It was a bright Sunday afternoon in 1992. The French Cultural Centre (FCC) had been a hive of activity. Not so long before, the arts haven hosted a music fest, the International Day of Music. On the line were music performances by Acacias Band, featuring Ben Michael now Mankhamba; Rukuru Band and Allan Namoko and the Chimvu River Dance Band.
Yet, that bright, sunny afternoon was a totally different affair. It was nothing about music. It was about theatre, professional theatre.
A radio advert, simply put, coaxed me to the centre that bright Sunday afternoon. The urge was too hard to resist.
A. A woman needs love
B. A woman needs security
C. A woman needs forgiveness
You won’t appreciate a good woman till you lose her
That was an advert selling WET or Wakhumbata Ensemble Theatre’s Educating Mwalimu. That was the first play that drew me. Being a Standard 8 primary school pupil at the time, I really wanted to see what Du Chisiza Junior meant when he coined the catch line: Forging a theatrical future…. As the journey continues.
Getting into the FCC gates, jazz music greeted us. Earl Klugh music was booming from a radio cassette on the stage. That jazz music made you feel like a king, as you waited impatiently to see that very drama kingpin. Like all first experiences, the mood was just exhilarating.
That is the first lesson one can draw from Du. He treated his followers as royalty. His shows were just like a four-course meal. The jazz music was the soup.
Then, as I was lost in Earl Klugh’s music, all came to a halt. There was that silence. A deafening silence. Then, the man walked on the stage. That was my first experience of stand-up comedy. Du’s jokes were the appetiser.
That bright, sunny Sunday afternoon, Du may have been at his worst. He may have been at his very best. For me, he was extraordinary.
I remember him cracking jokes about a woman and a man in a first sexual encounter. Du had a way of spraying on his audience the laughing powder. He cracked more jokes that sent us into stitches of laughter.
Then, he announced the play that was coming on stage. Educating Mwalimu. With a bow, he left the stage. What could have prohibited all of us from applauding?
Then, the stage was set. There was Peter Munthali, better known off stage as Baby and other stage hands taking care of things.
That is the other aspect of Du’s work. He took care of the minutest of detail. For all the plays I was to watch from Du, I was carried into the scenes because he knew how to create scenes. You could be drawn into the hills and valleys of Karonga in Kabuha Tragedy and be thrilled by the opulence of a rich man’s home in Papa’s Empire. A director who scarcely knows how to create scenes is not worth their salt.
But I digress.
The entry of Gertrude Kamkwatira, that bright Sunday afternoon, as Astrida was majestic. Her voice, that voice, has left me with a better sense of life. You never appreciate a good thing until you lose it.
It is now, and today, that we appreciate that once, there lived Du Chisiza. Ay, once, there was Gertrude Kamkwatira. We appreciate their being, now that they are gone.
Then, came Wongani Munthali’s entry. That bright Sunday afternoon, he was wearing the PJ Viyuyi mantle.
As the play progressed, a sweets seller we used to call Mr Banana, started to sell the confessionaries. He was disturbing our attention. We were enjoying our meal. After the appetiser and soup, how could someone get into our entrée, indeed the main dish?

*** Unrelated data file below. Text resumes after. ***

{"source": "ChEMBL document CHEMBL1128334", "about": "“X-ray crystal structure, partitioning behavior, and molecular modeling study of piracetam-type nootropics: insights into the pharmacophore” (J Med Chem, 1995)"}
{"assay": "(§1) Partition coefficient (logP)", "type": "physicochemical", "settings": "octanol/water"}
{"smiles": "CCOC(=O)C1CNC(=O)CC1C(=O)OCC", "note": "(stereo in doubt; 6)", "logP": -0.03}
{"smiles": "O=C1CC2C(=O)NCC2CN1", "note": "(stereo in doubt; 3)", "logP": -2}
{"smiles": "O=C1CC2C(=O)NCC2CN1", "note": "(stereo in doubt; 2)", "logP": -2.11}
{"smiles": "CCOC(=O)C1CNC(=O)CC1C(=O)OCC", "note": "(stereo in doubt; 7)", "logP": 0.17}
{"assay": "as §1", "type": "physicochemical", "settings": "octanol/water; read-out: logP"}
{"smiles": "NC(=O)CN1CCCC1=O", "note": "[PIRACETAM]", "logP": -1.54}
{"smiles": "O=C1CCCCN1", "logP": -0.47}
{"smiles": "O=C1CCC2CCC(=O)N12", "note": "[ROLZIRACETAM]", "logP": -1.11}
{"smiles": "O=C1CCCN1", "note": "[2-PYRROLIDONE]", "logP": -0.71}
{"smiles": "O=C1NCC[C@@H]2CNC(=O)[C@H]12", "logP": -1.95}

Du would not have a bit about it. In between two acts, he got off stage. He told Mr Banana one thing: “Do not disturb or you will be barred.”
From that day, Mr Banana only sold the sweets in peace at the gate, or in between acts. That is another lesson from Du: Discipline. As historian and author DD Phiri noted at one point, Du must have inherited discipline from his father Du Chisiza, an economics firehouse.
So, that bright sunny Sunday afternoon, having the first Du and WET experience was, I repeat, a four-course meal. The soup was in the jazz music; the appetiser in the stand-up comedy and the entrée, the main dish, was the play itself. Now, what was the dessert?
Re-enacting WET plays became the fruit and cake after the main dish. From Democracy Boulevard to Truman’s Corner and through Diandra and The Priest, Barefoot in the Heart and so much more, memorising the lines became for us the order of the day. Missing a Wakhumbata performance was a pain, as friends in class would go on and on regurgitating the lines they caught.
We tried, in our least, to wear Frank Patani Mwase’s shoes, attempted Wambali Mtawali’s mannerisms, Twaya Sanudi’s gestures, Jeremiah Mwaungulu’s wit, Emmanuel Maliro’s fluency and Zondwayo Juba’s pretence. No, we cannot forget Waliko Makhala, who saw the genesis of the WET journey in Fragments.
This is where Du set the bar higher. If you wanted to get the best of his lines, you had to get any of his books. Off the printers, he had Barefoot in the Heart and Other Plays, Democracy Boulevard and Other Plays and De Summer Blow and Other Plays.
Coming to De Summer Blow, I hear the play was performed in Lilongwe last week. It will be in Blantyre this weekend. Never mind the banter about the play being pegged at K10 000 in Lilongwe and K3 000 in Blantyre.
And while we are at it, one can only long to see the Chisiza legacy on, long after his demise on February 24 1999 in the run up to the elections when he was aspiring for a parliamentary seat on a United Democratic Front ticket.
Lawyer Wapona Kita, upon watching De Summer Blow last week, posted on Facebook laying praise on Edwin Saidi, that youngster we remember for his act as Truewell Chipwenyenye. ICT guru Matthews Mtumbuka chipped in: “Edwin zisiyeni za IT.”
As the clock ticks, I await with impatient expectation to see on stage, Doreen Chisiza and others making the journey continue. n